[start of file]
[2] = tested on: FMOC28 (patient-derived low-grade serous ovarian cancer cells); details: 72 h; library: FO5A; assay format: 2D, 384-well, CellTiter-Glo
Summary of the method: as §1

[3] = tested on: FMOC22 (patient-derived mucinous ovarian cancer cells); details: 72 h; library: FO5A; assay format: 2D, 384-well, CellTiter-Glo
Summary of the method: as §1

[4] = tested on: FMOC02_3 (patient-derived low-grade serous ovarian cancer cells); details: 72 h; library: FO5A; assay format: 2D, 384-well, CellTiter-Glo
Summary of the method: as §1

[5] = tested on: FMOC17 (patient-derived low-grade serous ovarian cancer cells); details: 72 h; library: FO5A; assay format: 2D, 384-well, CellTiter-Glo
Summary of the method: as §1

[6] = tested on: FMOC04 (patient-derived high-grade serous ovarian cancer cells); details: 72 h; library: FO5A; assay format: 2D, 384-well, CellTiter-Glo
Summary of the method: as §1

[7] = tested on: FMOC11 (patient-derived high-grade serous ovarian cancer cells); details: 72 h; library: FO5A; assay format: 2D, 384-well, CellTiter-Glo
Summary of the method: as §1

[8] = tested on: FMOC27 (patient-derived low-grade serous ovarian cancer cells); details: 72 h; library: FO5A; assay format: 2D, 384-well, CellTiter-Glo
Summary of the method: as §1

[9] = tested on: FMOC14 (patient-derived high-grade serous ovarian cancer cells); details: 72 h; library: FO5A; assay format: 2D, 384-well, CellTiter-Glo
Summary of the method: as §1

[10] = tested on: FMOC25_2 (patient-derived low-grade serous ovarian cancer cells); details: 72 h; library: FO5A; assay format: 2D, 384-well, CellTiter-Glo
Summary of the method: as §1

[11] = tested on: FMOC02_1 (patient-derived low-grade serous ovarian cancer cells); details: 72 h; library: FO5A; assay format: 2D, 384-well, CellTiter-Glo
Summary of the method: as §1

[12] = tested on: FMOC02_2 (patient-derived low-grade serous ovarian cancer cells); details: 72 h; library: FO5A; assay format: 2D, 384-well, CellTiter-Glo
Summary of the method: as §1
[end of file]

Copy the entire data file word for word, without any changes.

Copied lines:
[2] = tested on: FMOC28 (patient-derived low-grade serous ovarian cancer cells); details: 72 h; library: FO5A; assay format: 2D, 384-well, CellTiter-Glo
Summary of the method: as §1

[3] = tested on: FMOC22 (patient-derived mucinous ovarian cancer cells); details: 72 h; library: FO5A; assay format: 2D, 384-well, CellTiter-Glo
Summary of the method: as §1

[4] = tested on: FMOC02_3 (patient-derived low-grade serous ovarian cancer cells); details: 72 h; library: FO5A; assay format: 2D, 384-well, CellTiter-Glo
Summary of the method: as §1

[5] = tested on: FMOC17 (patient-derived low-grade serous ovarian cancer cells); details: 72 h; library: FO5A; assay format: 2D, 384-well, CellTiter-Glo
Summary of the method: as §1

[6] = tested on: FMOC04 (patient-derived high-grade serous ovarian cancer cells); details: 72 h; library: FO5A; assay format: 2D, 384-well, CellTiter-Glo
Summary of the method: as §1

[7] = tested on: FMOC11 (patient-derived high-grade serous ovarian cancer cells); details: 72 h; library: FO5A; assay format: 2D, 384-well, CellTiter-Glo
Summary of the method: as §1

[8] = tested on: FMOC27 (patient-derived low-grade serous ovarian cancer cells); details: 72 h; library: FO5A; assay format: 2D, 384-well, CellTiter-Glo
Summary of the method: as §1

[9] = tested on: FMOC14 (patient-derived high-grade serous ovarian cancer cells); details: 72 h; library: FO5A; assay format: 2D, 384-well, CellTiter-Glo
Summary of the method: as §1

[10] = tested on: FMOC25_2 (patient-derived low-grade serous ovarian cancer cells); details: 72 h; library: FO5A; assay format: 2D, 384-well, CellTiter-Glo
Summary of the method: as §1

[11] = tested on: FMOC02_1 (patient-derived low-grade serous ovarian cancer cells); details: 72 h; library: FO5A; assay format: 2D, 384-well, CellTiter-Glo
Summary of the method: as §1

[12] = tested on: FMOC02_2 (patient-derived low-grade serous ovarian cancer cells); details: 72 h; library: FO5A; assay format: 2D, 384-well, CellTiter-Glo
Summary of the method: as §1